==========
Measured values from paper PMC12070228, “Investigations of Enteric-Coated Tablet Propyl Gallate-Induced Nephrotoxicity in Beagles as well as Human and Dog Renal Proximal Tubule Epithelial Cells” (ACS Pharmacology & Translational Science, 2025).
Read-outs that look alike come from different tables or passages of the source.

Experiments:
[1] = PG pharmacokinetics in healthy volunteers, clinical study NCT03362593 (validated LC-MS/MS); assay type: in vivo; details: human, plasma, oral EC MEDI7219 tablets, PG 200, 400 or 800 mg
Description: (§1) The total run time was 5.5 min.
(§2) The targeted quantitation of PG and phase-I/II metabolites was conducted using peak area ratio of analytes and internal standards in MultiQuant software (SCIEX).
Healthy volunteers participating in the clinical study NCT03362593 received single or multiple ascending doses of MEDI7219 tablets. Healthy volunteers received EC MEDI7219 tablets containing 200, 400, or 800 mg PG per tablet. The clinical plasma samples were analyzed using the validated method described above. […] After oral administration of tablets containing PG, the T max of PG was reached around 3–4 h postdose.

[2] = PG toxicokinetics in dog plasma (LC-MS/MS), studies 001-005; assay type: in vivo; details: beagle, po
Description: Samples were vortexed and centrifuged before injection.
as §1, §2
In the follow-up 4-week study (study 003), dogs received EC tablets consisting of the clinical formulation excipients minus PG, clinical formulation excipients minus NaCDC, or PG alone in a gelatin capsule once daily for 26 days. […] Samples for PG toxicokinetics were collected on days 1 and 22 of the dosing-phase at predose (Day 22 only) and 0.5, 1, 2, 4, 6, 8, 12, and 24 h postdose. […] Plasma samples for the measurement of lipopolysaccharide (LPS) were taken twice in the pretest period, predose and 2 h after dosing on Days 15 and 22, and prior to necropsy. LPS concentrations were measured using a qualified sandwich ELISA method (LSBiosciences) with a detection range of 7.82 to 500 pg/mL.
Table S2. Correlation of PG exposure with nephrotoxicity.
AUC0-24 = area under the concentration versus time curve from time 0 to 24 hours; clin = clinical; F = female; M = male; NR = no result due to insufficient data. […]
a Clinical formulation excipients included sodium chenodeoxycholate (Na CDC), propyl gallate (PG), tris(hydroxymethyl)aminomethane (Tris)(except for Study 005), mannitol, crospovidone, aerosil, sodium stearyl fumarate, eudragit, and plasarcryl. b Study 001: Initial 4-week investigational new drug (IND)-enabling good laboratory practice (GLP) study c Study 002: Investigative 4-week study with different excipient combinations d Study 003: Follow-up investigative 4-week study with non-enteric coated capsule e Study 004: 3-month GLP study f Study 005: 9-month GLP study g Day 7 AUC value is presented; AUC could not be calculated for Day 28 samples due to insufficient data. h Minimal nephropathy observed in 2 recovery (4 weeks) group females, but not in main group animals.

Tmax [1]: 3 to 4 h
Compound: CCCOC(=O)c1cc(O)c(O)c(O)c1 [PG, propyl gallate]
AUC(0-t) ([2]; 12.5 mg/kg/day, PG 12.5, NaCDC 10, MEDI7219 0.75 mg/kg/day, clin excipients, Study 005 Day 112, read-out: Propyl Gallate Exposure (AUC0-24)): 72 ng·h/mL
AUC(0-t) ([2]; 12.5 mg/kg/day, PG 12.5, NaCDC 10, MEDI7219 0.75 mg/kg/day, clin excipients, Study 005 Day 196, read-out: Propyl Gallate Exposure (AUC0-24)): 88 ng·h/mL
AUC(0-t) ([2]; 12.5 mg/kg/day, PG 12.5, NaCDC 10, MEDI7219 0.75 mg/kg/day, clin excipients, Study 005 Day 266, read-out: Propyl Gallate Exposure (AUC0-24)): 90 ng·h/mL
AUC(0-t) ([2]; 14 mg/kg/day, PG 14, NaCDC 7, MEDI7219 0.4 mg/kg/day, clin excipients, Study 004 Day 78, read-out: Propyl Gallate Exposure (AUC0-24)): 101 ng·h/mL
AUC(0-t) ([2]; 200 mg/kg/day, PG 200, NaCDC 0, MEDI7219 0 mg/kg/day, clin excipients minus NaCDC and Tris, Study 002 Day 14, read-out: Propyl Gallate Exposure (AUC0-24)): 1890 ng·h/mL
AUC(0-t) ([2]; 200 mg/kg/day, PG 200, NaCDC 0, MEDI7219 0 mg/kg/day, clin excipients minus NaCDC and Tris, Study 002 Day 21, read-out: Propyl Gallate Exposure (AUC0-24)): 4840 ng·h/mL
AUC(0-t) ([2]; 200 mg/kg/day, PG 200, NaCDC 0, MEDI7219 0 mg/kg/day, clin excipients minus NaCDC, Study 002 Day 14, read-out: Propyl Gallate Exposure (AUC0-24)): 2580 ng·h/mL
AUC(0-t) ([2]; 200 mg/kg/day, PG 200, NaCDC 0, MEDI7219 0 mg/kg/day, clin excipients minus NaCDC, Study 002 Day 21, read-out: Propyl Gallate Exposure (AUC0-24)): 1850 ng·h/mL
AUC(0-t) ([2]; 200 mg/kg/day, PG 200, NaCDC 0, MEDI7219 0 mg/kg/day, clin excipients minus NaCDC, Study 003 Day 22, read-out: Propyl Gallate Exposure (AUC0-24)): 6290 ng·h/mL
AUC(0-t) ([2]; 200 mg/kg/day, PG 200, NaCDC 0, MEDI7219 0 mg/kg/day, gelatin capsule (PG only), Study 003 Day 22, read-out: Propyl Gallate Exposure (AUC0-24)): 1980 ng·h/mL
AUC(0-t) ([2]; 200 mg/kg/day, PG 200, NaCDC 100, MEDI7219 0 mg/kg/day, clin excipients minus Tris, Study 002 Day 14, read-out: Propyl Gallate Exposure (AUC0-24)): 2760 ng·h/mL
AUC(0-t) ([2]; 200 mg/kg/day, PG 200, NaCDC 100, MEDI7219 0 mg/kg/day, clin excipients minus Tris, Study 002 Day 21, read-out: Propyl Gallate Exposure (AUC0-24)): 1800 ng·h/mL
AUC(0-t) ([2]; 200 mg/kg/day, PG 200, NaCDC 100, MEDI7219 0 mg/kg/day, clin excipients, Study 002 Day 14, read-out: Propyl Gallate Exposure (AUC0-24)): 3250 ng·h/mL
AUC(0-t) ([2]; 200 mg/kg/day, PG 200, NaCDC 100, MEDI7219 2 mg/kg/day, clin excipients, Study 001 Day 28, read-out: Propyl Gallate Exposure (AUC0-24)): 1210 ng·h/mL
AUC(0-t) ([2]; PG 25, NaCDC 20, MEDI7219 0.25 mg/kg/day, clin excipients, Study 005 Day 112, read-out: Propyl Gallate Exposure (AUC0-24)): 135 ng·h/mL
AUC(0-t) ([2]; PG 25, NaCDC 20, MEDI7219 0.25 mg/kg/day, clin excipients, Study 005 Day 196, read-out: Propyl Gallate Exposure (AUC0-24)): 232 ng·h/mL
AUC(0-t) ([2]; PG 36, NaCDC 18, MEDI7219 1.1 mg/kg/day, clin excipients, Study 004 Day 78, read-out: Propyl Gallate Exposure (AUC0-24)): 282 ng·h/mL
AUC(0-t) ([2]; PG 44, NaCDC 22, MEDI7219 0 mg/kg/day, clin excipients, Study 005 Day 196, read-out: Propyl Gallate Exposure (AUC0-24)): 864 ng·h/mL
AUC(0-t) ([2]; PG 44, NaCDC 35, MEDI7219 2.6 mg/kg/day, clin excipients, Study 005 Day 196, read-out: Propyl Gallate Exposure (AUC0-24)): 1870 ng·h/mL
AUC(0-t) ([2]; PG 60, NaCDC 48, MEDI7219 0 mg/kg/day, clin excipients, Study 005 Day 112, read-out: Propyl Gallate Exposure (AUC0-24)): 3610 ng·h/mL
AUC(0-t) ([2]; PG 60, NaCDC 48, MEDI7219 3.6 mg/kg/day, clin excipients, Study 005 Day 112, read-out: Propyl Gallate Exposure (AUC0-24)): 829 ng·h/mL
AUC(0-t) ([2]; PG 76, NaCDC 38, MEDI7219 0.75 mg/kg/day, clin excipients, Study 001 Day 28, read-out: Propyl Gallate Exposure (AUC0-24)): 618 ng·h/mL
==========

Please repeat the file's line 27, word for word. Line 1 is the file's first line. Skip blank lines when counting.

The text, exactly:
AUC(0-t) ([2]; 200 mg/kg/day, PG 200, NaCDC 100, MEDI7219 0 mg/kg/day, clin excipients minus Tris, Study 002 Day 14, read-out: Propyl Gallate Exposure (AUC0-24)): 2760 ng·h/mL